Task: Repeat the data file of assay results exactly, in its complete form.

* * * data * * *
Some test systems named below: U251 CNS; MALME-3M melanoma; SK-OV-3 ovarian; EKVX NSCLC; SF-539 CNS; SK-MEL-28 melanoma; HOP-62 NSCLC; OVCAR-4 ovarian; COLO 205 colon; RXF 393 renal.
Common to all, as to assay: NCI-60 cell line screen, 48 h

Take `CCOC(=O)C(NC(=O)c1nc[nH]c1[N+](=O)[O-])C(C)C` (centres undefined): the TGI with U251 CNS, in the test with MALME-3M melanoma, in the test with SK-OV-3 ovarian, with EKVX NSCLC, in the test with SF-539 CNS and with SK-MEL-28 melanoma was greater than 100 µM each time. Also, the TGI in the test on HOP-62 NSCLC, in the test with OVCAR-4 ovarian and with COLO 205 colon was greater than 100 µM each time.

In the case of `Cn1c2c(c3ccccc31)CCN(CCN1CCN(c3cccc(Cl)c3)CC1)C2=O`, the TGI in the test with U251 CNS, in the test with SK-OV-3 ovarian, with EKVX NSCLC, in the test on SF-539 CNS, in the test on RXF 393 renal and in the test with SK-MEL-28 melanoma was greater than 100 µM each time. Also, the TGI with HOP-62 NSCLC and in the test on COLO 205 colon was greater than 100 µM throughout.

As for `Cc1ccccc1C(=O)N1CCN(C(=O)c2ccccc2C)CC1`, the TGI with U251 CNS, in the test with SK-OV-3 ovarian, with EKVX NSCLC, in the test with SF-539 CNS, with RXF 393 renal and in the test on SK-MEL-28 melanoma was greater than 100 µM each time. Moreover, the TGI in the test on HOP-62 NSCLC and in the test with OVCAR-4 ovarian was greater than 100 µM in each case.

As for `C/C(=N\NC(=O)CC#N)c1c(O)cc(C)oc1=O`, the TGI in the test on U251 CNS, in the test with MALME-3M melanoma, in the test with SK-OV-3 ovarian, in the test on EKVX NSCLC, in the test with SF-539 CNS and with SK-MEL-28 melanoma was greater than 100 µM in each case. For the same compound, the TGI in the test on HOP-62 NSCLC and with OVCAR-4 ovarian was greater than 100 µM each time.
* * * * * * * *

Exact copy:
Some test systems named below: U251 CNS; MALME-3M melanoma; SK-OV-3 ovarian; EKVX NSCLC; SF-539 CNS; SK-MEL-28 melanoma; HOP-62 NSCLC; OVCAR-4 ovarian; COLO 205 colon; RXF 393 renal.
Common to all, as to assay: NCI-60 cell line screen, 48 h

Take `CCOC(=O)C(NC(=O)c1nc[nH]c1[N+](=O)[O-])C(C)C` (centres undefined): the TGI with U251 CNS, in the test with MALME-3M melanoma, in the test with SK-OV-3 ovarian, with EKVX NSCLC, in the test with SF-539 CNS and with SK-MEL-28 melanoma was greater than 100 µM each time. Also, the TGI in the test on HOP-62 NSCLC, in the test with OVCAR-4 ovarian and with COLO 205 colon was greater than 100 µM each time.

In the case of `Cn1c2c(c3ccccc31)CCN(CCN1CCN(c3cccc(Cl)c3)CC1)C2=O`, the TGI in the test with U251 CNS, in the test with SK-OV-3 ovarian, with EKVX NSCLC, in the test on SF-539 CNS, in the test on RXF 393 renal and in the test with SK-MEL-28 melanoma was greater than 100 µM each time. Also, the TGI with HOP-62 NSCLC and in the test on COLO 205 colon was greater than 100 µM throughout.

As for `Cc1ccccc1C(=O)N1CCN(C(=O)c2ccccc2C)CC1`, the TGI with U251 CNS, in the test with SK-OV-3 ovarian, with EKVX NSCLC, in the test with SF-539 CNS, with RXF 393 renal and in the test on SK-MEL-28 melanoma was greater than 100 µM each time. Moreover, the TGI in the test on HOP-62 NSCLC and in the test with OVCAR-4 ovarian was greater than 100 µM in each case.

As for `C/C(=N\NC(=O)CC#N)c1c(O)cc(C)oc1=O`, the TGI in the test on U251 CNS, in the test with MALME-3M melanoma, in the test with SK-OV-3 ovarian, in the test on EKVX NSCLC, in the test with SF-539 CNS and with SK-MEL-28 melanoma was greater than 100 µM in each case. For the same compound, the TGI in the test on HOP-62 NSCLC and with OVCAR-4 ovarian was greater than 100 µM each time.